|Sponsored by the HealthcareTrainingInstitute.org providing Quality Education since 1979|
Question 6 | CEU Answer
Booklet | Table of Contents CEU Courses
On the last track we discussed Positive Responses to Anger. The two types of responses we discussed were active response and passive response.
On this track, we will discuss anger and depression. I find that the key points in the relationship between anger and depression are intrapersonal dynamics and the vicious cycle.
#1 Intrapersonal Dynamics
Lori, age 51, suffered from agitated depression. She had sudden emotional outbursts. Lori stated, “I was an architect for fifteen years. The damn company I worked for downsized me out of my job. I used to be happy. Now I’m either blue or so damn angry I can’t think straight. When I get mad like that, I go to my basement and fume. After awhile, I start getting real sad, and then mad all over again. I’ve started spending hours down there because I don’t want to take it out on my family like I used to. That’s what got me here. Feeling down and angry at the same time makes me violent. ” Have you had experience treating an anger management client with depression like Lori?
Three Stages of the Vicious Cycle
--Stage Two: Second, anger can change the behavior of a depressed client. Lori’s depression was characterized by passivity and inaction. Lori’s anger caused her to act in ways which were self-serving and self-protective. However, when angry, Lori felt like her former, non-depressed self. The fact that anger can eliminate feelings of depression temporarily lead to Lori’s continuous aggression.
--Stage Three: Third, depression altered Lori’s perceptions. Altered perceptions resulted in mood changes. Lori became cynical, then she became paranoid. For example, Lori was angered by house guests. Lori stated, “I hate coming home to a house full of people. My family knows that. They probably invite people over to piss me off so I’ll hide in the damn basement and they can be rid of me. No wonder I’m so screwed up!” As you have probably experienced, altered perceptions such as paranoia can lead to anger. I stated to Lori, “You may be caught in a vicious cycle of anger and depression perpetuated by your perceptions.”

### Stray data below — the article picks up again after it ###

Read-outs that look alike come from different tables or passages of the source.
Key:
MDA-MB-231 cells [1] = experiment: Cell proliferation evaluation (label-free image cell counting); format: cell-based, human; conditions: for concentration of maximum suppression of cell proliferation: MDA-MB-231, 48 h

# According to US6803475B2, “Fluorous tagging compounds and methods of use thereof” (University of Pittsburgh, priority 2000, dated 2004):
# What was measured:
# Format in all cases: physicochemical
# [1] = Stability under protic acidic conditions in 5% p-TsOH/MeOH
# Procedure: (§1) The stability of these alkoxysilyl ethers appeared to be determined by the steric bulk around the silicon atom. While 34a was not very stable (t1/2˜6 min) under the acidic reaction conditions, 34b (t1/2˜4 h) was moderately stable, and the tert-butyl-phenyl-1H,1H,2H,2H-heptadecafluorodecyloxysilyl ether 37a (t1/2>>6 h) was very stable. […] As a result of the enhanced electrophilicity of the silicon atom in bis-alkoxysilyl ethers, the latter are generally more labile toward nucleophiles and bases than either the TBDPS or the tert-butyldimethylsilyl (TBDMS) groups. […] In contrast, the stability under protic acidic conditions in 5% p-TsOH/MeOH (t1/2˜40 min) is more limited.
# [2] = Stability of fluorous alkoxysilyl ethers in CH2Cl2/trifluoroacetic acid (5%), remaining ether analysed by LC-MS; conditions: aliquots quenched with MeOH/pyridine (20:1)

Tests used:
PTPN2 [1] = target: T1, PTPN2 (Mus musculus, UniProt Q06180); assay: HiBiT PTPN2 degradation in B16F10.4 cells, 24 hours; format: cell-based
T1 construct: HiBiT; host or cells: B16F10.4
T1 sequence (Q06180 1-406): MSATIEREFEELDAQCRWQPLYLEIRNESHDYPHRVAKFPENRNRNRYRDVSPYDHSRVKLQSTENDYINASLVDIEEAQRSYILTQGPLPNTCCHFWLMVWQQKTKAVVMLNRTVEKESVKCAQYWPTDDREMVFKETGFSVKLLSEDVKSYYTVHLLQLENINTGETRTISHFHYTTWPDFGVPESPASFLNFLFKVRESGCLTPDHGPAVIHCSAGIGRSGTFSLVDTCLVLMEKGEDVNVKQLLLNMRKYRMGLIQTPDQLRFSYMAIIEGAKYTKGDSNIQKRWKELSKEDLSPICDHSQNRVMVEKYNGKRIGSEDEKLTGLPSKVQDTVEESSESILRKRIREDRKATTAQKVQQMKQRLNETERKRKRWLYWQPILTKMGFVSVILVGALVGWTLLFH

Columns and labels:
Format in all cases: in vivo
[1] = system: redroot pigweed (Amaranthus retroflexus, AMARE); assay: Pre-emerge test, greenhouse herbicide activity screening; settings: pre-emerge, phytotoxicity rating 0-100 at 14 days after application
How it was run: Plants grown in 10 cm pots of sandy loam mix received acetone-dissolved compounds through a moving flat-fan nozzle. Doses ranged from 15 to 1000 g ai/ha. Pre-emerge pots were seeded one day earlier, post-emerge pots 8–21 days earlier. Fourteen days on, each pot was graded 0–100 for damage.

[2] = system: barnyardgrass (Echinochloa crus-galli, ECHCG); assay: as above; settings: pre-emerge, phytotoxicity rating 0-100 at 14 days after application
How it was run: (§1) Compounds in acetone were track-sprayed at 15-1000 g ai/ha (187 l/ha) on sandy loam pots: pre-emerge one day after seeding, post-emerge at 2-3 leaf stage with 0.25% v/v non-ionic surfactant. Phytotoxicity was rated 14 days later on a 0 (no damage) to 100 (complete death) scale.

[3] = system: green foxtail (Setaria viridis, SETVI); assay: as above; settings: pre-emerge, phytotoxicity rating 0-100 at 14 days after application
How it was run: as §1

3-Step Order on Chaos Technique
--Step One: First, I asked Lori to make a schedule of household activities she could perform instead of retreating to the basement. For example, Lori’s schedule included fixing broken appliances, painting her house, organizing her record collection, and refinishing some furniture.
On this track, we have discussed anger and depression. The key points are intrapersonal dynamics and the vicious cycle of anger and depression.
On the next track, we will discuss self-inflicted anger. I have found that clients may self-inflict anger in four ways. These four ways are compromising morals to gain acceptance, work becomes all-encompassing, developing poor health habits, and substance abuse.